I travel quite a bit in my line of work. And every now and then I come across a bar to which I know I will return should I visit that particular town or city again. Loos American Bar in Vienna, Austria is one such bar. I first visited Loos in August of 2012. A few weeks ago I was back in Vienna and found myself at Loos once again. Loos has everything – a fascinating backstory, a wonderful ambience, and a fantastic selection of cocktails; more than all of these things, it is an architectural gem. Ironically, given that The Beer Professor has chosen to feature this bar in his blog, Loos’ beer selection is far from impressive (more about that later).
Adolf Franz Karl Victor Maria Loos (1870-1933) was an Austrian architect who has been described as “one of the most influential European architects of the late 19th century”. From all accounts he was more influential for his writings than his works. In his writings he advocated that building design should be driven by pragmatism. He opposed ornamentation and anything that did not have a rational function. As a result “his buildings were often composed of pure forms and were justified by their economic practicality and utilitarian qualities.”
At the age of twenty-three Loos moved to the the United States where he lived for three years (1893-1896). While in the U.S. he was impressed by American innovative efficiency, particularly with respect to industrial buildings, furniture, and clothing. The work of Louis Sullivan had a particular impact on him. Upon returning to Europe Loos settled in Vienna, making it his home. In 1907-1908 Loos designed and built the Kärntner (Corinthian) Bar. It was so named because of its location just off of Kärntner Strasse. It was Vienna’s first American bar. Indeed British architect Sean Griffiths notes that “as well as being a very radical piece of early 20th century design, as Europe’s first ever cocktail bar (cocktails are an American invention) it brought a decadent New World experience to an old imperial Europe on the verge of catastrophic dissolution.” Exactly when it transitioned from being referred to as the Kärtner Bar to Loos American Bar is uncertain.
The interior of Loos was described in a 2013 story by Frederic Morton in Vanity Fair magazine. Morton describes Loos as follows – “In a low-wattage speakeasy dusk floats a saloon of only 290 square feet, expanded by wall mirrors to suggest a glimmering spaciousness. The materials are elegant: mahogany (the bar counter and paneled ceiling), onyx (the backlit wall tiles), and marble (the green and white squares of the floor). Loos somehow conjured a modernist mirage, akin to the Cubism Picasso was creating simultaneously in Paris.” Griffiths describes Loos’ interior as “astonishing“. It is an interior that was used in 2012 to film a Gucci commercial.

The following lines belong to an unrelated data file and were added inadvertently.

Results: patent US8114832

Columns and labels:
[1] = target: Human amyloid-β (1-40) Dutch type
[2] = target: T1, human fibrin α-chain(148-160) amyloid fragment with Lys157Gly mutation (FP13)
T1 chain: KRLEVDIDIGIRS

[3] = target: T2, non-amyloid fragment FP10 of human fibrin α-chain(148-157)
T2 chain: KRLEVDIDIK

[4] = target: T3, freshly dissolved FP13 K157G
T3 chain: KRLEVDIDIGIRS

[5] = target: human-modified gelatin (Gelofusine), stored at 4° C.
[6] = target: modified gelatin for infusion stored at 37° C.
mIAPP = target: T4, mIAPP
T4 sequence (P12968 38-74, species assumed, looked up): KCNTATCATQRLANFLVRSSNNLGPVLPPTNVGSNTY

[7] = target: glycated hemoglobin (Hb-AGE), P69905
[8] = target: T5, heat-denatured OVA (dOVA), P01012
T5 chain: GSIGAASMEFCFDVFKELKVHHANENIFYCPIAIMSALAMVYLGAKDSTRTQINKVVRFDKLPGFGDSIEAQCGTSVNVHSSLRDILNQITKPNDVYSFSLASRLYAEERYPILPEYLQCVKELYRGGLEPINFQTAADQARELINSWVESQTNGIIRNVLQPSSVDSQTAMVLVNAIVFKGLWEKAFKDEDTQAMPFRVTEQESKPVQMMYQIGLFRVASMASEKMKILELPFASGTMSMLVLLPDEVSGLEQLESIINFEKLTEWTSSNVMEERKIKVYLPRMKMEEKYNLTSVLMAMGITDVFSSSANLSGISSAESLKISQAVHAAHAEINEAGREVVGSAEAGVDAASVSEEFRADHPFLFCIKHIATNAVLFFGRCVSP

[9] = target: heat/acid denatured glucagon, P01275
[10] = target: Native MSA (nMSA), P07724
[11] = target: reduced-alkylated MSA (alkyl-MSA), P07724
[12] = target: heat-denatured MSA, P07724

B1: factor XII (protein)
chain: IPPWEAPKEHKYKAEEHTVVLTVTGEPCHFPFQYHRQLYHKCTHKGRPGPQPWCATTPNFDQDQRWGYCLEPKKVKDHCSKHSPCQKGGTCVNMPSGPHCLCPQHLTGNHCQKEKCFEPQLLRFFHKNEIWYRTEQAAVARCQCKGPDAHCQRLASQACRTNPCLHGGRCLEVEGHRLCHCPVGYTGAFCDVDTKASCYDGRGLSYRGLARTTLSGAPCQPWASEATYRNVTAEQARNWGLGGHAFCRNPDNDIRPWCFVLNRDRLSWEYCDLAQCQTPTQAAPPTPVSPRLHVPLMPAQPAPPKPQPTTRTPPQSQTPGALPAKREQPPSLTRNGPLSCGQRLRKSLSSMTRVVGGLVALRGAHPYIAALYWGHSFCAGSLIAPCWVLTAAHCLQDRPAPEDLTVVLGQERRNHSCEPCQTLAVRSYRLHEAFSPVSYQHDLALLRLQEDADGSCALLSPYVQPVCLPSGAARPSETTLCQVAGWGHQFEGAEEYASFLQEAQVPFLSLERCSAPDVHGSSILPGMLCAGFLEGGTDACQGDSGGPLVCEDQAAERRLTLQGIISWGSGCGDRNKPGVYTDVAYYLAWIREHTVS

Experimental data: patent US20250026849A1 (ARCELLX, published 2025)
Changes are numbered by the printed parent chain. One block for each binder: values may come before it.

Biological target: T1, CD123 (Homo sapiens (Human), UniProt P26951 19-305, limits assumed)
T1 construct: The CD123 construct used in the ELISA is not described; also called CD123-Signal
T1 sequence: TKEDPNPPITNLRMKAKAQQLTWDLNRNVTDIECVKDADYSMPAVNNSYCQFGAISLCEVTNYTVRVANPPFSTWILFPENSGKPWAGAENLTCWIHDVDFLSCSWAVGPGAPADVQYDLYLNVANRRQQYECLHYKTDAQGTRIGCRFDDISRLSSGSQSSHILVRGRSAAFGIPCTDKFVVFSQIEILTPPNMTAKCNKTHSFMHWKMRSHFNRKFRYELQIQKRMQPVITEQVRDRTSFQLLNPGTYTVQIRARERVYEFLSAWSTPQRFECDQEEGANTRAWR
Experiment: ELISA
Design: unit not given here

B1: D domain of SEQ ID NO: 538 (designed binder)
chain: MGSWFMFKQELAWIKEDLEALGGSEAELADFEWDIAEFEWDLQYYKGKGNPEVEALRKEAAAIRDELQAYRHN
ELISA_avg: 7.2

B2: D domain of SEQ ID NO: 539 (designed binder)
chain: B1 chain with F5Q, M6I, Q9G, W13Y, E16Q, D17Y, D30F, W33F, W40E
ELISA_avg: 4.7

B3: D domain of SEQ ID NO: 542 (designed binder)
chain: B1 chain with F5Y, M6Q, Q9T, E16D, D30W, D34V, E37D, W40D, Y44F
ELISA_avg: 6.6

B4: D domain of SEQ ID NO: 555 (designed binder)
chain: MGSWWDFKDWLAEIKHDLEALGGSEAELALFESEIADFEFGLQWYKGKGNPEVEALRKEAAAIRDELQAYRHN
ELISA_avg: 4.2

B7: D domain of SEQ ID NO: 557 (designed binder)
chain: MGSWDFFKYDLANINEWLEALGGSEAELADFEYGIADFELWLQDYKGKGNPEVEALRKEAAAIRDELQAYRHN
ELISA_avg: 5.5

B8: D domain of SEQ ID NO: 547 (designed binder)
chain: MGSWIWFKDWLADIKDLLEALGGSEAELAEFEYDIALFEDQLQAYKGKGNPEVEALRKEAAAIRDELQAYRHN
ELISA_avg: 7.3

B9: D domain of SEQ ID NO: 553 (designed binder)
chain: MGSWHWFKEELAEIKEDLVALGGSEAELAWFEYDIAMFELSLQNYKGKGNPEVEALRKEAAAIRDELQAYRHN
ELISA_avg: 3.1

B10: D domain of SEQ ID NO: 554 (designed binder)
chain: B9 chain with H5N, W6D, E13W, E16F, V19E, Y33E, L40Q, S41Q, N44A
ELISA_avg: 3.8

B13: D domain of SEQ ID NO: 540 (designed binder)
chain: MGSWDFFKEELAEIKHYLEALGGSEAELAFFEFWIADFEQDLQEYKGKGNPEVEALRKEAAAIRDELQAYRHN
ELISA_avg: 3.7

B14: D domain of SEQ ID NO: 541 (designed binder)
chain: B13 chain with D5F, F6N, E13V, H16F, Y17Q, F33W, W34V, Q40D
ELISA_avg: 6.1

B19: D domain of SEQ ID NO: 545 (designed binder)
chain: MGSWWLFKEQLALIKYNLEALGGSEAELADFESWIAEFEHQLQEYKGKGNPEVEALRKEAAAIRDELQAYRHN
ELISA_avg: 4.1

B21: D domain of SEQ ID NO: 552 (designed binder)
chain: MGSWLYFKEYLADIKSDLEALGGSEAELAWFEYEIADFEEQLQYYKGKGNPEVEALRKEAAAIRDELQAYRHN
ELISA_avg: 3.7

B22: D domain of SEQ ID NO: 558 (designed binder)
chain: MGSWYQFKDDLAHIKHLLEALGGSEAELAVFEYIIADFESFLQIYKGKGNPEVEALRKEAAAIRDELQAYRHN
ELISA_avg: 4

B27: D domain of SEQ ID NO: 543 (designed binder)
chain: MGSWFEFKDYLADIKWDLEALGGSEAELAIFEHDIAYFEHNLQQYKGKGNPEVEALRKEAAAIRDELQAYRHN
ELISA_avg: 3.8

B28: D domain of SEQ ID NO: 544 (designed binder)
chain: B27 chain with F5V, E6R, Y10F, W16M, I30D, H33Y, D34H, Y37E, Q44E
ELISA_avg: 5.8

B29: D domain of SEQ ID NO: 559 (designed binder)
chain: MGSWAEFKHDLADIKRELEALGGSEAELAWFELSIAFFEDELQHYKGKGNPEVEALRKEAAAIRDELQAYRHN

One of the things that I particularly like about Loos is the drinks menu. It is a thirty-eight page hardcover book. It contains autobiographical information about Loos, as well as both black and white and colored photographs of the bar. It also provides informative histories of different types of drinks such as aperitifs, digestifs, champagne cocktails, brandy, tequila, vodka, whiskey, and rum. The cocktail list itself is impressive. I am not a cocktail guy but I was intrigued by concoctions with names like New York Flip, Betsy Ross, Hanky Panky, and Bee’s Kiss.
As I noted above, Loos is not a beer bar. It has one draft beer and three bottled beers available. The draft beer is Ottakringer Gold Fassl Pils, while the bottled beers are Guinness, Budweiser (the Czech one, not the American one), and Samichlaus, from the Schloss Eggenburg brewery in Vorchdorf, Austria. I opted for the local beer – the Gold Fasl Pils. Gold Fasl is brewed by Ottakringer Brauerei. Located in Ottakring, Vienna’s 16th district the brewery has been around since 1837 and today is still predominantly family-owned. At Loos the Gold Fasl comes in one size – 0.2 liters. At €3.50 (~$4) it is not cheap, even by Viennese standards (the average price for a pint of domestic draft beer in Vienna is €3.50). Inevitably if you spend enough time at Loos you will will have to pay a visit to the restroom (Loos’ loo if you will). Be careful – like many European bars the restroom is to be found in the basement and the stairs to get there are both steep and narrow – not an easy journey if you try to make it after too many cocktails.
If you are ever in Vienna go to Loos. It is right there in the city center, sandwiched between Chez Nous Nightclub (a strip bar) and Maison de Perfum (a perfume retailer). Have a beer (or a cocktail), sit for an hour or so, and soak up the ambience. On my last visit in 2012 I sat inside the bar; this time my wife and I sat at one of the sidewalk tables just outside the bar. When we got there in the mid-afternoon we were one of the few folks sitting outside; but within an hour it picked up and was soon bustling. It was a great place from which to people watch – both other patrons and passers-by. I doubt I could visit Vienna without going to Loos. It would be like going to Tokyo and not stopping off at Bar Monde or going to Amsterdam and not having a few beers at Brouwerij de Prael – unthinkable.